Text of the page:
Speaking of favorite places, during a quiet springtime weekend I chose to do something a little different and spent a night camping out at North Point on Camp Dudley’s property. I have always slept in my hammock when I camp, and this time was no different, but with temps reaching a low in the thirties and a direct view of the sunrise over Lake Champlain and Vermont’s Green Mountains, I found myself stirring at 4:15 AM. I stoked up the previous night’s fire, set out to make some coffee, and played around with camera settings to dial in an ideal exposure for capturing the sunrise. This image frames the entire experience; spring buds, the sun directly over Camel’s Hump, a boat drifting down the lake, reflections off the water, and an ethereal glow.
One of the greatest graduation gifts I received came as a complete surprise, when Hank Barrett asked me to be the fourth for a day of thirty-six holes at Shinnecock Hills and the National Golf Links of America, two of the country’s finest (and toughest to get on) golf courses. I have never had a better day of golf in my life, and never felt so lucky, especially when I closed out our final match of the day with a par-par-par-birdie stretch on the fifteenth through eighteenth holes at National. This is an image of National’s iconic windmill, and I love the late-afternoon lighting and the arrangement of highlights and shadows it created.
This image does not stand in for one particular moment for all of the memories I have from this location. Sunsets with my Dudley pals, games of CanJam and corn hole, rest stops on early morning training runs, walks up the hill from my grandparents’ house between dinner and dessert. I took it when I was relaxing in Westport, in limbo between graduation and launching for Germany. The school house might be the most iconic structure in my life, and I am glad I could finally capture it in its full glory.
My crazy, awe-inspiring West Coast road trip with five of my high school buddies was the best way for us to celebrate graduating college and spend time together before we all started up jobs in various cities on the East Coast. Though my photos will never compare to the memories of that trip, I do particularly like this one from the top of Upper Yosemite Falls. We had risen before dawn in attempt to beat the crowds and heat in Yosemite Valley, and it paid off in unparalleled views and one of the best ten miles on trail of my life.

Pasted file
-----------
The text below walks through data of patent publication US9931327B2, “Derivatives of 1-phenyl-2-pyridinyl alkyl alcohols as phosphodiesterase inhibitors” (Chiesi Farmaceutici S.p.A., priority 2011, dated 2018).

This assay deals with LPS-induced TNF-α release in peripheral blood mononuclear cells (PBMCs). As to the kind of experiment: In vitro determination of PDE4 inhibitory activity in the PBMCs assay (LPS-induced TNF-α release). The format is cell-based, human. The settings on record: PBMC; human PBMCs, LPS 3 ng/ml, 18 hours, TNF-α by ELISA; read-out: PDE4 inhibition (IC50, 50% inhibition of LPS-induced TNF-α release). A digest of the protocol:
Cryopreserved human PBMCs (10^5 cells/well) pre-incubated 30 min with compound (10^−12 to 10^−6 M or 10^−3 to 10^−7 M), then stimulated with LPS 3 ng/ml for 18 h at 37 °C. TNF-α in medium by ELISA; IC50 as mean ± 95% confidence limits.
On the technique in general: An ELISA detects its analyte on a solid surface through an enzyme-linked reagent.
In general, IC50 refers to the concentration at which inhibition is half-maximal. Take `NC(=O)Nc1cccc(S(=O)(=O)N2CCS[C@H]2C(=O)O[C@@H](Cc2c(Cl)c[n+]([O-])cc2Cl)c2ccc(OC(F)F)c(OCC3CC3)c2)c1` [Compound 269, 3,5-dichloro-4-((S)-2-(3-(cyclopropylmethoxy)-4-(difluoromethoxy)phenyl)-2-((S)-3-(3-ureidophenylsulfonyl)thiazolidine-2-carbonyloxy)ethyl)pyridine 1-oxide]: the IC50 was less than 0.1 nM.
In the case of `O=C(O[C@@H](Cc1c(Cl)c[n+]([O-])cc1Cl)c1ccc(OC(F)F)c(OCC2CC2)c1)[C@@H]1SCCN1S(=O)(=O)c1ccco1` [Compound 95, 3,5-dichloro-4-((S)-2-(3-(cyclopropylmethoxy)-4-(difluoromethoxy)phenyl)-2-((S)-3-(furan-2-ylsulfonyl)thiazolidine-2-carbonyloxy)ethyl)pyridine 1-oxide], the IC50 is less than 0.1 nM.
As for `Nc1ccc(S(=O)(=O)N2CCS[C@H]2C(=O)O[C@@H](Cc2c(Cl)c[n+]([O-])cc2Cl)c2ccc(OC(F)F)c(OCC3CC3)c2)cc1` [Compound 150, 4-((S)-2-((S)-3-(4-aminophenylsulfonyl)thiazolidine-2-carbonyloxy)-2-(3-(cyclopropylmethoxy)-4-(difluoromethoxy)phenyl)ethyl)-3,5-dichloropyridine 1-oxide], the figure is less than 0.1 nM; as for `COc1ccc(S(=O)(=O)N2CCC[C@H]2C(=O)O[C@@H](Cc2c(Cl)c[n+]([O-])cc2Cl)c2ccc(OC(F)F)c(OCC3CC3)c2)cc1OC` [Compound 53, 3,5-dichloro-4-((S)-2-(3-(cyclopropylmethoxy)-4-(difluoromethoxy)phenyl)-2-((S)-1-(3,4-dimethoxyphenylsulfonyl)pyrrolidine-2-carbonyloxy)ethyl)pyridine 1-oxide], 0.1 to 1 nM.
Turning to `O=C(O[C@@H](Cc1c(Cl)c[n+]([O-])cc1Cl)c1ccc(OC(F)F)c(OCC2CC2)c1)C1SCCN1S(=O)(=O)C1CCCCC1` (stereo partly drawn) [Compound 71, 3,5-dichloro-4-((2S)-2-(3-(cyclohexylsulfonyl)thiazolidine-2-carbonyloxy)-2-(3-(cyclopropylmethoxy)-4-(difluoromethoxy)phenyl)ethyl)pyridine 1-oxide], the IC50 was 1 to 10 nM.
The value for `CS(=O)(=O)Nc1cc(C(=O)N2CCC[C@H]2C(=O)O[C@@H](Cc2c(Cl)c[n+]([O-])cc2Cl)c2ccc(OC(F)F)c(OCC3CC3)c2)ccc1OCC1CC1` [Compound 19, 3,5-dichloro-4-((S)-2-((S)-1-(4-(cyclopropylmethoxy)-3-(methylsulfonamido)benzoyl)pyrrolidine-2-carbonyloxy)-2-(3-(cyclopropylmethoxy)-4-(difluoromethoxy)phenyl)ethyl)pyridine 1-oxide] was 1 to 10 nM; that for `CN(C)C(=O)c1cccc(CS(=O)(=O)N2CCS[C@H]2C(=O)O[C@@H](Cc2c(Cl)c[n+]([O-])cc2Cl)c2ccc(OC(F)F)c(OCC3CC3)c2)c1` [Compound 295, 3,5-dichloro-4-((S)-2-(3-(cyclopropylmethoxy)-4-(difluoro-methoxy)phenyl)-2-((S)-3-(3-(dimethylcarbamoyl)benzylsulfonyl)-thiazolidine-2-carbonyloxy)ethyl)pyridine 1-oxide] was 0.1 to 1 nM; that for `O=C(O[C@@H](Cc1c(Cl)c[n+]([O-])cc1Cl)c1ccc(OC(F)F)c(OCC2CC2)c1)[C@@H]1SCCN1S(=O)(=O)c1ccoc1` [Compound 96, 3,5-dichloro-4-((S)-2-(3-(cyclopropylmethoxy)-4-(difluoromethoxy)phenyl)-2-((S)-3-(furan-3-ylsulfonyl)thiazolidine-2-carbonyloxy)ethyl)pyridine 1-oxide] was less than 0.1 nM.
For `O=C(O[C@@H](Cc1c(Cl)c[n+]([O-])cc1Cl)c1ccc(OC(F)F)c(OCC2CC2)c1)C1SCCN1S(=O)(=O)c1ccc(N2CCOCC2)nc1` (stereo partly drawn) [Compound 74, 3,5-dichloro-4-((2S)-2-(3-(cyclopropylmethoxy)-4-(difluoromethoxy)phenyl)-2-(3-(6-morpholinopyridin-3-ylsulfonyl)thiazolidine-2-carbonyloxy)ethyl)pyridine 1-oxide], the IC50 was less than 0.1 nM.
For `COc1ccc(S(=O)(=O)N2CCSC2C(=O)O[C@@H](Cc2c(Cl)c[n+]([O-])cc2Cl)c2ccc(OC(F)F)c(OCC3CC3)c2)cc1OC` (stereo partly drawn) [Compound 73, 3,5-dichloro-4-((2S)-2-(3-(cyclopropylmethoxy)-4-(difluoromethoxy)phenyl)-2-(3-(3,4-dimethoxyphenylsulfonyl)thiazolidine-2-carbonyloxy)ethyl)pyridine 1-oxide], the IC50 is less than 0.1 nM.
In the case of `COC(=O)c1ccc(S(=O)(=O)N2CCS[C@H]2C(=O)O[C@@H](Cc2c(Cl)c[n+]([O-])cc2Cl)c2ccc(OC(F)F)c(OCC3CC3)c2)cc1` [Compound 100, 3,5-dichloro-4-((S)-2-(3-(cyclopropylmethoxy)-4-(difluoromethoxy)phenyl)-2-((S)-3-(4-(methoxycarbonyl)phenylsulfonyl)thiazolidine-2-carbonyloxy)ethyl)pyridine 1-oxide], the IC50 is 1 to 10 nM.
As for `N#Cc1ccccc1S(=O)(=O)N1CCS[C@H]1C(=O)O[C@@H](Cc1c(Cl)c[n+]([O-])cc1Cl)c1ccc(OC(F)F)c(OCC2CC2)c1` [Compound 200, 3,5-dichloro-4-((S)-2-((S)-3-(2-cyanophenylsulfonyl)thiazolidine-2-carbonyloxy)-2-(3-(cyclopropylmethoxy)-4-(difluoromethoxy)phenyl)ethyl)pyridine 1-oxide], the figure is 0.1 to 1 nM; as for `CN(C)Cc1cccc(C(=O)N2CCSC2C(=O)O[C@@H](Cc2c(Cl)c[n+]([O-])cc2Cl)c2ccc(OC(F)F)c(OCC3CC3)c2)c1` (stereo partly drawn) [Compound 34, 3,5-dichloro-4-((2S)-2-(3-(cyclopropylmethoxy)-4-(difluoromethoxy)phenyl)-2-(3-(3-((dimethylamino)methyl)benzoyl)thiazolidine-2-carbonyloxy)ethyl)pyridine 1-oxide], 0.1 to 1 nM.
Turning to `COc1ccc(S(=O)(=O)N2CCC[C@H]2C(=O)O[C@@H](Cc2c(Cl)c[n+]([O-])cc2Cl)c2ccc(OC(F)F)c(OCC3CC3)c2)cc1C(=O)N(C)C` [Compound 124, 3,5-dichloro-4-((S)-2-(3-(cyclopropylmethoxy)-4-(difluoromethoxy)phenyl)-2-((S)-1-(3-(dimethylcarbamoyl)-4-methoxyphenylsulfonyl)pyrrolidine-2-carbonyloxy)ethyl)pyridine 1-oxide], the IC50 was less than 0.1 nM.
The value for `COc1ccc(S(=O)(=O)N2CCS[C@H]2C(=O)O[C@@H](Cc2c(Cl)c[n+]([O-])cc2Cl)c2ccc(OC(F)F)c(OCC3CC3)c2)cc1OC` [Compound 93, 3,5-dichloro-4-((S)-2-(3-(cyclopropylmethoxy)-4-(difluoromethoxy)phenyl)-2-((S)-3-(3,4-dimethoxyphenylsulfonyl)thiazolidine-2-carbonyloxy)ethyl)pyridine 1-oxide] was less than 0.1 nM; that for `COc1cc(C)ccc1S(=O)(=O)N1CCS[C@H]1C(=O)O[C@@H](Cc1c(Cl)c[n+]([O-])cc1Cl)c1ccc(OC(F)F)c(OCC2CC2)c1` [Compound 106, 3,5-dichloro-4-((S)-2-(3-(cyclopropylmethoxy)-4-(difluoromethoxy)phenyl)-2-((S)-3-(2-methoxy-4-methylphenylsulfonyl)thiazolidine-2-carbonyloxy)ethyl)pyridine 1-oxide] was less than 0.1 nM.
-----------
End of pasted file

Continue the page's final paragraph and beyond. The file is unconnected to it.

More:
This is a more somber image, taken of the Holocaust Memorial in Berlin, Germany. My month in Germany featured stark contrasts, inner disparities, and a roller-coaster of emotions. Perhaps I am drawn to this photo out of all of those I took during the trip because of the profound balance depicted. On the surface, everything is aligned and appealing. And yet the experience of walking through the memorial is anything but calming. Walking between the rectangular concrete columns, the looming, maze-like construction of the site quickly reveals itself. It is claustrophobic and disorienting. In some ways, I felt the same during my month leading the exchange trip. On the surface, I was leading a group of awesome kids from the best camp in the country, I had just graduated, and I have a job lined up in New York upon my return. But internally, I felt the pressure of responsibility and the anxiety of transition, and those emotions made it harder for me to relax and enjoy myself.
New York, New York. I arrived to the city exhausted and full of questions, and it took me a few weeks to settle in. I am still settling in, and I do not know if I will ever be completely comfortable here. And yet, I have found solace in my daily routines and my opportunities to step outside of those routines, if only for a detour through Central Park. The calm in this photo masks the hectic nature of the city, but in seeking spaces that remind me that nature is still out there, I have found beauty and incredible juxtapositions. I love that the lady in the red dress made an appearance in the image (fitting Matrix reference).